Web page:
"In the world of luxury, you care as much about what consumers see as what consumers do not see. So, if you think about some of the biggest luxury brands in the world, like Hermes, when they make a shirt or make a T-shirt, they care as much about the inseam inside that you will never see the overall look or feel of the fabric. And that's the attention to detail, the drive for absolute perfection that is part and parcel of the DNA of a luxury brand."

Unlike everyday retail purchases, where packaging is often discarded, luxury packaging is designed to be cherished and kept. This distinct difference highlights the value and exclusivity associated with luxury products. The packaging serves as a lasting reminder of the extraordinary purchase, reinforcing the brand's identity and the consumer's indulgence. Luxury packaging enhances initial satisfaction and fosters long-term loyalty by enabling consumers to relive their shopping experience. Each use of a beautifully packaged cream or perfume bottle evokes memories of the luxury store and the purchase, making the brand more memorable and desirable.

"For luxury brands, packaging is the tangible part of the experience," added Voyer. "A luxury store is something that is unique and something that causes the consumer to see a lot of value in the products that they want to purchase. However, the packaging is what will stay with the consumer. They will keep the packaging, and it is common for people who buy luxury shoes to keep the shoe box. You would not do that if you go and buy a pair of Nike shoes or Adidas shoes, but if you buy a pair of luxury shoes, you will keep the packaging. If you buy a handbag, it will not just come in a cardboard box. It will be a proper fabric bag. Packaging is that tangible reminder that you've bought something that is out of the ordinary, which is what luxury is about."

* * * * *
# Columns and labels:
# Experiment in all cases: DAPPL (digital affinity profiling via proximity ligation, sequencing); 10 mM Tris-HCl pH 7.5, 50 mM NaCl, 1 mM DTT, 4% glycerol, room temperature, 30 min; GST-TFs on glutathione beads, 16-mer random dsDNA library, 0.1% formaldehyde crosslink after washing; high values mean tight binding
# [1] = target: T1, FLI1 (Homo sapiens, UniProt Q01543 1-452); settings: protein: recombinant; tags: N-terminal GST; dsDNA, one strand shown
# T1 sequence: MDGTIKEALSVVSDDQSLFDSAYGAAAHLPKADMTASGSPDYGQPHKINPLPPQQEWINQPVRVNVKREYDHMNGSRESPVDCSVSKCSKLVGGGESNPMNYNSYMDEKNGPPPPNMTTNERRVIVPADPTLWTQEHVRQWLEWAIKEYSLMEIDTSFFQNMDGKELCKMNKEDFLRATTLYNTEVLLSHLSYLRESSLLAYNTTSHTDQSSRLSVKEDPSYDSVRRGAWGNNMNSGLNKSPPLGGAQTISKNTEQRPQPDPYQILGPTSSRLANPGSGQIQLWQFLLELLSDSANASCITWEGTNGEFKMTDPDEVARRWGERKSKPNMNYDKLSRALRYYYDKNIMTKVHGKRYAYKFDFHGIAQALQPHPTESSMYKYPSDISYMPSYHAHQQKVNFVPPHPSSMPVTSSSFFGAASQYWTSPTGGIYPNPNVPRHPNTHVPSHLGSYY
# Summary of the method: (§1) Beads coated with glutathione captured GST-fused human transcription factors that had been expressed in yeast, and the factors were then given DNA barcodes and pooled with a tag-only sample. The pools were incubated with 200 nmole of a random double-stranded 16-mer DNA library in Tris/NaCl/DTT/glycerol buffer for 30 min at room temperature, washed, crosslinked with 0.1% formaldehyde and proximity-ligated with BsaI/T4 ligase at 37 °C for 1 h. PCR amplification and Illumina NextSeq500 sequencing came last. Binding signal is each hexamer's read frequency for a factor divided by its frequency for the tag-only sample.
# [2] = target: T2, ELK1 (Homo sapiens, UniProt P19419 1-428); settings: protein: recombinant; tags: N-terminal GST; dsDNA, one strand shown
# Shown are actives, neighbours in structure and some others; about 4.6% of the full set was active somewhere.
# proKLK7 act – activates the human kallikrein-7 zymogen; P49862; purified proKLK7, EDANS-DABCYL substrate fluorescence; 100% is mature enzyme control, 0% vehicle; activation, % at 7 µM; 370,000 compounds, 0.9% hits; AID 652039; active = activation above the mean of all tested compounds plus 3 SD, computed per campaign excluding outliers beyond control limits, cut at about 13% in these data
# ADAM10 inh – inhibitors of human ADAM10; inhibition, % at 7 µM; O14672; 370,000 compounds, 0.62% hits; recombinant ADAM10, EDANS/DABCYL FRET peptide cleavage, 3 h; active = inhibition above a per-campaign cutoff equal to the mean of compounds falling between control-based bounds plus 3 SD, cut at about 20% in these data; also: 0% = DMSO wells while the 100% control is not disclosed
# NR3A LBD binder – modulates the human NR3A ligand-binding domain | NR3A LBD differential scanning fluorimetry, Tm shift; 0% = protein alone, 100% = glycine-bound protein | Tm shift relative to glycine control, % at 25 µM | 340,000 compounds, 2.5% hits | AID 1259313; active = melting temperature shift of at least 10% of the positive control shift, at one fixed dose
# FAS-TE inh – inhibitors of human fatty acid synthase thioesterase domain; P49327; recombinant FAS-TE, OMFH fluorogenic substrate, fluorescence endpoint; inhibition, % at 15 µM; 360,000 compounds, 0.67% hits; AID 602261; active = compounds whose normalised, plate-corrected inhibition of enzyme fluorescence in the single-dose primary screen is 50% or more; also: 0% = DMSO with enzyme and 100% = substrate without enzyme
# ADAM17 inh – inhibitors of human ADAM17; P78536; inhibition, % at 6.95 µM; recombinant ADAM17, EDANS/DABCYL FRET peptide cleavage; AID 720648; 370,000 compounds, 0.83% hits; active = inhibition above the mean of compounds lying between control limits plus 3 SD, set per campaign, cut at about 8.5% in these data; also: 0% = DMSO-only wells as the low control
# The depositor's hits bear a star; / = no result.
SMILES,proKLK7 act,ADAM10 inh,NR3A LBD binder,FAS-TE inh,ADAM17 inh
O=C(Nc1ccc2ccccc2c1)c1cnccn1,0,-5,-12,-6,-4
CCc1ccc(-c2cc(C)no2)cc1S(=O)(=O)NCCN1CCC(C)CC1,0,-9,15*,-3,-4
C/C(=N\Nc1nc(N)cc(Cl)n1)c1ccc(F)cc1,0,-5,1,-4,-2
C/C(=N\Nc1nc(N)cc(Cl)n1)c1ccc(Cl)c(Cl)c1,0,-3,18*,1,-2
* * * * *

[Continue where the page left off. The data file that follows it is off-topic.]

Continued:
For some luxury products, such as perfumes or cosmetics, much of the product's cost is invested in its packaging and marketing rather than the product itself. Whether it is the opulent design of a perfume bottle or the sophisticated feel of a beauty jar, packaging plays a crucial role in the storytelling process that convinces consumers to invest in high-end items. "Most of the cost will not be in the actual perfume itself; it will be the bottle," he continued. "It will be the packaging. And, of course, it will be marketing. It will be a celebrity endorsement. The same goes for beauty, where it can be about creating a unique, exclusive feel of a bottle or a jar, but sometimes it is also about mimicking what you would find in a lab. Many luxury beauty products are all about having dermatologist ingredients, and they will be about mimicking a biology lab. In luxury, packaging is part of storytelling, and we know that storytelling is almost everything when it comes to convincing people to splurge on extremely exclusive and expensive items, products, or services.